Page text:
I heard a lot of songs last Monday, but the one that stuck out is the chain by Fleetwood Mac, the following lyric in particular:
Listen to the wind blow, down comes the night
Running in the shadows, damn your love, damn your lies
Break the silence, damn the dark, damn the light
Funny how you can hear a song over and over again and sing along without paying much attention until the lyrics start to take on a whole new meaning.
The last few days have been difficult—emotionally, spiritually, physically. I had another blog post planned. A reveal. Bryan and I had cute plans to show our family and friends a secret we’d been keeping since late August when I got my first-ever positive pregnancy test. Four years of trying and all we needed was one month in Rockaway to prove the doctors wrong. The first few weeks were relatively unremarkable with normal pregnancy symptoms: sore boobs, a bloated belly, and constant fatigue. Once weeks seven and then eight slowly rolled around, everything changed. I was at a meeting last Friday when something felt off. The pain continued and I felt a stabbing sensation in my abdomen. Saturday evening, Bryan took me to the emergency room where we waited for six hours, and prayed that the bleeding would finally stop.
We listened as a man passed away two beds away from us, and then witnessed his family come in to say their last tearful goodbyes. The woman to our left complained loudly and often about how she had taken a spill leaving the Riviera Maya restaurant after two margaritas while wearing flip flops. We must have heard her story ten times, and I thought Bryan was going to lose it every time she said “flip flops.” He tried to make me smile, sweet thing, and told me everything would be okay.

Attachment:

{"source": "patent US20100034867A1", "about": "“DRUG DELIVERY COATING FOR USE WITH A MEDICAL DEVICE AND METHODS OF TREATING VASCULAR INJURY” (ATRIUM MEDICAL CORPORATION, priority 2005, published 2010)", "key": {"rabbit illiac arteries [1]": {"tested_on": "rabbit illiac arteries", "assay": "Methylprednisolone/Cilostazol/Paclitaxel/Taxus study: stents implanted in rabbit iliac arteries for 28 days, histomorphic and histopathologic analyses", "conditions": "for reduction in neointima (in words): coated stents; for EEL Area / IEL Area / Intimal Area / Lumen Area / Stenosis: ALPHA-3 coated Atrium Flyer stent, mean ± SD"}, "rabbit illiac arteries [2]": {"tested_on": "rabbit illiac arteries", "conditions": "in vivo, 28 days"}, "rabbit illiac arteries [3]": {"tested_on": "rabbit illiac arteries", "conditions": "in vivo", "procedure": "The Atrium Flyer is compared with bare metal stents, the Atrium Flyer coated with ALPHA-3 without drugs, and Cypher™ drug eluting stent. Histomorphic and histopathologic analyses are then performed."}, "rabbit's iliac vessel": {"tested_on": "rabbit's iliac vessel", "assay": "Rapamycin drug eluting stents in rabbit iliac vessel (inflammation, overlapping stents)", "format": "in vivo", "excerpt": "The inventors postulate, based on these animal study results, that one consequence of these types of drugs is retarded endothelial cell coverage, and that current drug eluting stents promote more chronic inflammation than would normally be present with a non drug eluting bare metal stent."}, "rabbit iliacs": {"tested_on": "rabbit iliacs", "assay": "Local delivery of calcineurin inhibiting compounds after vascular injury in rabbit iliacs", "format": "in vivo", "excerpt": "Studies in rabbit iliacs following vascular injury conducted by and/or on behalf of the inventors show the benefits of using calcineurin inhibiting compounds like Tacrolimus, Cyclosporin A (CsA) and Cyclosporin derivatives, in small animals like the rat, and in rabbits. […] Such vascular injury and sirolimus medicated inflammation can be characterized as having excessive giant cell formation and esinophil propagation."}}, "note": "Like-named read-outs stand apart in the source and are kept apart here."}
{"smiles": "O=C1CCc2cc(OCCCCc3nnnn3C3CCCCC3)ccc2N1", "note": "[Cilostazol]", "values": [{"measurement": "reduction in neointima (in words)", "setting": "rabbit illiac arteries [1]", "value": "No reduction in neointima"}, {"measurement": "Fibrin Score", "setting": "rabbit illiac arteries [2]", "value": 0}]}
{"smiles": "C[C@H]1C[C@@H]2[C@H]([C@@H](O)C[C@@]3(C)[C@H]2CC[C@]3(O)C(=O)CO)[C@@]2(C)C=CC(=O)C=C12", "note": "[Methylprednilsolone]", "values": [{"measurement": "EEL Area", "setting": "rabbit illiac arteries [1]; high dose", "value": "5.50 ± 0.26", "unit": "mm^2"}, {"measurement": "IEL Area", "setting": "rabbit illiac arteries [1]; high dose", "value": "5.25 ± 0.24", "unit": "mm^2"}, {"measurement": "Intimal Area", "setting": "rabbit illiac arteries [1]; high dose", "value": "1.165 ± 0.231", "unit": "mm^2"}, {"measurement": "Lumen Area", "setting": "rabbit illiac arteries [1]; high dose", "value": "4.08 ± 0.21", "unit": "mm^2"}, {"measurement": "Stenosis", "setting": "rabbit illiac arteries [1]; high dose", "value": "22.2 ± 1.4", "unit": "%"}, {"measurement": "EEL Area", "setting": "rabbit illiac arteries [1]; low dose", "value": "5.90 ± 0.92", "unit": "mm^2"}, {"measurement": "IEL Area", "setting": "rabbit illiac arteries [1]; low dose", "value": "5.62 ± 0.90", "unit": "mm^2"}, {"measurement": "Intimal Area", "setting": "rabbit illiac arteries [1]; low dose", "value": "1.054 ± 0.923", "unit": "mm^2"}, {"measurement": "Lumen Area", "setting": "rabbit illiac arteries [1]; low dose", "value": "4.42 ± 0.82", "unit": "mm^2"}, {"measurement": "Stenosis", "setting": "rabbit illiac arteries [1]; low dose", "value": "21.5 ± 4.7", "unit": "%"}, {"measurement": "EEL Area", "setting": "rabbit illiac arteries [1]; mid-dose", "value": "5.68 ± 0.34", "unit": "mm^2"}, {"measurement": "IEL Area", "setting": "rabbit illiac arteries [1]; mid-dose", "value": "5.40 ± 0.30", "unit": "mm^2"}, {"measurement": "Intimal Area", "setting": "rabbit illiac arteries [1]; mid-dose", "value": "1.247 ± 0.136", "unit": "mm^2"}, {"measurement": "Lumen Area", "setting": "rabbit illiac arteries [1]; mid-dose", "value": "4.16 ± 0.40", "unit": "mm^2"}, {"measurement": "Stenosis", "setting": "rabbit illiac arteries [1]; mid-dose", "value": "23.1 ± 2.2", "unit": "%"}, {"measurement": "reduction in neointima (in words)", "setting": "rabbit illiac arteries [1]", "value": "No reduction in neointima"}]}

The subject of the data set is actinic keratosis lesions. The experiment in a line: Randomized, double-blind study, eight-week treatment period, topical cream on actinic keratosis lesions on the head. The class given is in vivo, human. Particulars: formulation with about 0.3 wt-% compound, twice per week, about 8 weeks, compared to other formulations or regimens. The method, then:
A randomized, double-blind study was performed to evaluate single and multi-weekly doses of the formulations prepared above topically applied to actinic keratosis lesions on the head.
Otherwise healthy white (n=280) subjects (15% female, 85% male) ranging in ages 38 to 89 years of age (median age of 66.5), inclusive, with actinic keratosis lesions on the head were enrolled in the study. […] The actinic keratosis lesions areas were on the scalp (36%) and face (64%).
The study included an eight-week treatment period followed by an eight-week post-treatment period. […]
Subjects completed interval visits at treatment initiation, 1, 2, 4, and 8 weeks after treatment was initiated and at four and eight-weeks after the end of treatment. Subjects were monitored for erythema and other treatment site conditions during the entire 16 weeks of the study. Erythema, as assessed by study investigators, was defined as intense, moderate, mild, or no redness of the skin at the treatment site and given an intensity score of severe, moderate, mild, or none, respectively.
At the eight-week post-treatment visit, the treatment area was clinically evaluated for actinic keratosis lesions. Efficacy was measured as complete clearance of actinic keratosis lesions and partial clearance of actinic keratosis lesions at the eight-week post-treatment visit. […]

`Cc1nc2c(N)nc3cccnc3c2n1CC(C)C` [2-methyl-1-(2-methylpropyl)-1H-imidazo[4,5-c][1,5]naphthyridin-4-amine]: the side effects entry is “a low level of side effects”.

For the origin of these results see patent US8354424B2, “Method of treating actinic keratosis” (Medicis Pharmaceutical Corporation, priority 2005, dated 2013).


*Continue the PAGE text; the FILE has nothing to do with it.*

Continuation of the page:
I focused my attention on not bleeding all over the uncomfortable cot, a task I had assigned myself and something to help occupy my time. One urine sample, three blood pressure tests, and an ultrasound later, we weren’t much closer to having any conclusive results.
“Did I just miscarry?” I asked the attending physician.
“Well, your ultrasound still shows a pregnancy… but that could very well change,” his voice trailed off. It sounded ominous but maybe I was just too tired to compute fully. We received some paperwork and an RX and were sent home at 430 in the morning.
There was much more blood in the morning. I hoped this was a result of my monster fibroid (9cm) and became convinced that it was the culprit for the dizziness, the fatigue, the bleeding. But that nagging feeling in the back of my head persisted.
You’re losing it, Charlotte.
I knew. As I got in my car to go the doctor’s office on Monday. I knew. As I waited in the waiting room. I knew. As the technician gave me another ultrasound.
“Did I miscarry?” My voice trembled as the doctor came back into the room.
There were more words but they were just noises to fill the air. I wanted to put on my clothes and get the fuck out of there, but the technician wanted to do one more test and I still had to pay and fuck me, suddenly I was sobbing all over the place.
Finding out the news that I was pregnant filled me with more hope than I’ve had in years. I never thought this could ever happen naturally for us and I count that as a true blessing. I really do.
Now is not our time, but one day we will be parents to a peanut, and I’ll probably be obnoxious about it after all and hire a circus act and you’ll get the full update on Facebook and Instagram because we won’t have to keep that secret to ourselves again. We’ll make it past that horrible first trimester and can revel in all things pregnancy: the good, the bad, the ugly.
In the meantime, I’ll process this all slowly and learn from it as I try to do with all things in life.
But I’m human, and right now my spirit is broken and I’m so fucking sad, if I’m being completely honest.